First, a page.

OU seminar says male-female is ‘too limiting,’ marginalizes the ‘gender fluid’
December 14, 2021
Staci Elder Hensley
The fact that a person is born either male or female is nothing but a false “binary box” established by Western and American societies, and it’s responsible for marginalizing people who consider themselves to be “gender fluid.” To counter this requires university personnel to modify their language and change their interactions with students and others.
That’s the message of a recent University of Oklahoma employee training workshop, “Unlearning Trans and Homonegativity,” offered by OU’s Gender + Equality Center. It’s the latest in a long list of ongoing training seminars offered by the university for campus community members.
The presentation was given by Liv Whitley, the center’s training and development coordinator. Whitley did not share her professional credentials with the audience, but did list her “preferred pronouns” as being “she/they.”
Though the terminology related to sexual identity sometimes changes, OU currently defines the acronym LGBTQ+ as lesbian, gay, bisexual, transgender, and queer (or questioning), while the plus sign represents other sexual identities, including “pansexual” and “non-binary.” Whitley also said that the term should be expanded to include people who identify as asexual.
Male or Female Is ‘Too Limiting’
“In its simplest form, ‘binary’ means we have only two options for our self-image, either male or female, which is what we have been socialized into,” Whitley said. “It’s a designation given to you at birth by someone else. This is problematic, because it is not accurate and is too limiting.”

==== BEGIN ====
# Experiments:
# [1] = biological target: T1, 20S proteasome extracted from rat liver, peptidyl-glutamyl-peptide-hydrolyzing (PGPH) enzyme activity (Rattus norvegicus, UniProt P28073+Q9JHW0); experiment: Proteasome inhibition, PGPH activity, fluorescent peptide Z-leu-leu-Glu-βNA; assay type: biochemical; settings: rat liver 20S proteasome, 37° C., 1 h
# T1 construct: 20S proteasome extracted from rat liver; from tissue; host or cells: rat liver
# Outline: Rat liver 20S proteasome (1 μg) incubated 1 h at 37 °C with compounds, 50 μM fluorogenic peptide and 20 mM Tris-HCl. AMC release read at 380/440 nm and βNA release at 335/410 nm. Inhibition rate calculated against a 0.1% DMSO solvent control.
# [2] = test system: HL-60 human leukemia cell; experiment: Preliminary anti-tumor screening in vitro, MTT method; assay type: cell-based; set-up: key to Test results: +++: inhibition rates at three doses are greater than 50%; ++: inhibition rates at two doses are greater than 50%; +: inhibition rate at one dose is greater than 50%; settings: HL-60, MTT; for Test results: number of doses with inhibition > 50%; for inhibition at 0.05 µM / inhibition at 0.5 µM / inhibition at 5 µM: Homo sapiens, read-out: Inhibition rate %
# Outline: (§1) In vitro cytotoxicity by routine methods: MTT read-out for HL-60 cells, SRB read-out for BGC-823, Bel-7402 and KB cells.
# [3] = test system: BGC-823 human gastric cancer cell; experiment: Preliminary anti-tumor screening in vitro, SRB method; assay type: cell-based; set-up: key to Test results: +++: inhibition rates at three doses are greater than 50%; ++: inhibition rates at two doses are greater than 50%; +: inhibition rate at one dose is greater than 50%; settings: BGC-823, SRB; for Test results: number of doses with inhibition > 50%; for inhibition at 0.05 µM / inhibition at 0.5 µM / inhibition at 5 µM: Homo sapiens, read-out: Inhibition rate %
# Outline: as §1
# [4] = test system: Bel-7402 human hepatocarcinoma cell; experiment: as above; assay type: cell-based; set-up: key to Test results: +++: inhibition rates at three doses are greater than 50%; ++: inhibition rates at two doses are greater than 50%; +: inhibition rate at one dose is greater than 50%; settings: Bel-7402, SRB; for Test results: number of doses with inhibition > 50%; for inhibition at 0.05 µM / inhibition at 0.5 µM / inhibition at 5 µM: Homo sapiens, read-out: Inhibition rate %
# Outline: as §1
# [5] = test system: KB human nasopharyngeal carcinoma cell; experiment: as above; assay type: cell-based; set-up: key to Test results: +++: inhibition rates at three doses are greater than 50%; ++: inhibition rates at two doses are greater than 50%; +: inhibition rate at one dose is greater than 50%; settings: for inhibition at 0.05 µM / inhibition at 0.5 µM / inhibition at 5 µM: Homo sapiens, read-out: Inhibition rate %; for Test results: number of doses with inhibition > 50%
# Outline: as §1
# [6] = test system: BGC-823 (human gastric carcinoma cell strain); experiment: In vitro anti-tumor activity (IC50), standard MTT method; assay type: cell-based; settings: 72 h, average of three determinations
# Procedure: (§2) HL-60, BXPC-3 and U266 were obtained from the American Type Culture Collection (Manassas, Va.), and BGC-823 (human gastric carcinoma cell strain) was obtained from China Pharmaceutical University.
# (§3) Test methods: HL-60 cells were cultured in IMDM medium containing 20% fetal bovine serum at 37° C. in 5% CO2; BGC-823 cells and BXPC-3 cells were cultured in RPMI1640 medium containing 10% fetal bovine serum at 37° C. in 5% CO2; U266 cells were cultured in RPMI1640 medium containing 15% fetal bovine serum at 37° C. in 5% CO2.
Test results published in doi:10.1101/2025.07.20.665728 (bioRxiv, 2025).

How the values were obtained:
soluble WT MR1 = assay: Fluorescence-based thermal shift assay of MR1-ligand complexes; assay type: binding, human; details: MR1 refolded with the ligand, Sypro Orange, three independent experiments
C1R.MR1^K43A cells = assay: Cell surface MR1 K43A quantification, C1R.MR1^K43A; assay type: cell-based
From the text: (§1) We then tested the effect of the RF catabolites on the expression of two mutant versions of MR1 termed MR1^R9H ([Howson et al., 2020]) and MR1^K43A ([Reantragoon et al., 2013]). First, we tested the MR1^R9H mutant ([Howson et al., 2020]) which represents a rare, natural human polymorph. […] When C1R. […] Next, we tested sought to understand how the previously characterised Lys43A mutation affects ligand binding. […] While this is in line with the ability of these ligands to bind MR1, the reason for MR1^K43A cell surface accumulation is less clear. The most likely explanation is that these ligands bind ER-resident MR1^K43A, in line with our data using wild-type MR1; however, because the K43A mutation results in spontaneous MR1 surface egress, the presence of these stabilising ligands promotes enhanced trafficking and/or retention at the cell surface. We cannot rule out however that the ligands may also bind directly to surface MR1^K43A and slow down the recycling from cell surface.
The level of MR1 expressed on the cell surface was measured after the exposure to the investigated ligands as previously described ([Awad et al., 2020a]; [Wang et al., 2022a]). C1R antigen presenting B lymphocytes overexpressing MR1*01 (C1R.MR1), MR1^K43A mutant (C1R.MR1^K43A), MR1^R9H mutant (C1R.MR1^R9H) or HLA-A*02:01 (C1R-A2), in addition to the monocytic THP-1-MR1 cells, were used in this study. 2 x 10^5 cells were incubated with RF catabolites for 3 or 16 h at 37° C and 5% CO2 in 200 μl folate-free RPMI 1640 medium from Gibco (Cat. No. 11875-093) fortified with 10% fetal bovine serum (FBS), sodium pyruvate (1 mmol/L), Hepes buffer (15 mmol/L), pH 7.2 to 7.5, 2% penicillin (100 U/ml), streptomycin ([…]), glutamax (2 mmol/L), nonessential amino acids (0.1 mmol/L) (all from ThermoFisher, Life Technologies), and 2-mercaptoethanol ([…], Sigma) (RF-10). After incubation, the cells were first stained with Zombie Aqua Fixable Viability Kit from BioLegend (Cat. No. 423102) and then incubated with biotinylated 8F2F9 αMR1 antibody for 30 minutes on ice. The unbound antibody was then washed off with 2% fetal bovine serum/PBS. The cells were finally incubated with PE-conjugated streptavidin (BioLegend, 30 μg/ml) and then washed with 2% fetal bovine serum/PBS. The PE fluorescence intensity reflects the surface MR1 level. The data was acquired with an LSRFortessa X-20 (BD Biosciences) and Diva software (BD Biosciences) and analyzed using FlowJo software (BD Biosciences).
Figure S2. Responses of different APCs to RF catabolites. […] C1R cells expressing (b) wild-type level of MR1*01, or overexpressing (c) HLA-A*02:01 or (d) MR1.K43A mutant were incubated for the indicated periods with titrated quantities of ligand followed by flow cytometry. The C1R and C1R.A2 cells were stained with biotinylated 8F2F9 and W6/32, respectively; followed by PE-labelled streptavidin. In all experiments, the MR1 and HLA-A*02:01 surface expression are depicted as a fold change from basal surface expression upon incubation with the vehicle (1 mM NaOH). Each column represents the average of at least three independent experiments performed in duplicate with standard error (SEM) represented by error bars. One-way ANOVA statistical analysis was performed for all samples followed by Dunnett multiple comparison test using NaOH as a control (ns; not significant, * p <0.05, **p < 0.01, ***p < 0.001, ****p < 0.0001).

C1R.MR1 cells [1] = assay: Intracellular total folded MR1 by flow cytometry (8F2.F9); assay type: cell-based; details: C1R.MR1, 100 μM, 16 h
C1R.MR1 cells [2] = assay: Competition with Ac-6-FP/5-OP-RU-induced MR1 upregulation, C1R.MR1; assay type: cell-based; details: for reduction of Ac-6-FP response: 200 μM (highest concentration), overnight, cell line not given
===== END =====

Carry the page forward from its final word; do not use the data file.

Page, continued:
The presentation materials stated that LGBTQ+ people are negatively impacted by being socialized into an environment that only offers two positively received gender options, male or female. Further, it said, to publicly declare one’s gender identity as being outside the “binary box” marginalizes a large swath of the American population. In fact, despite the presentation’s title, even the word “homosexual” is now considered a pejorative due to its prior negative stigma, and should not be used by the general public, Whitley said. The term “non-binary,” in contrast, is both its own category and an umbrella category, she said.
“Our goal is to shift into a holistic model, which we do through education and changing how we speak and interact,” Whitley said. “This is the first step in breaking out of that binary mindset.”
She added that “Gender and sex aren’t the same thing, and it’s very important that we know the difference between the two. Gender identity is how we see ourselves, our innermost self, and this can change over time. Gender identity is something you don’t know about a person until they tell you—you can’t know it by looking at them. Someone can be cisgender and transgender; the idea that you have to be one or the other is not the case,” she said. “All these identities are valid.”
Whitley also introduced the term “intersex,” defined as a way to describe people “born with variations that don’t fit doctors’ expectations of a male or female body.” What these specific variations are was not addressed in the presentation.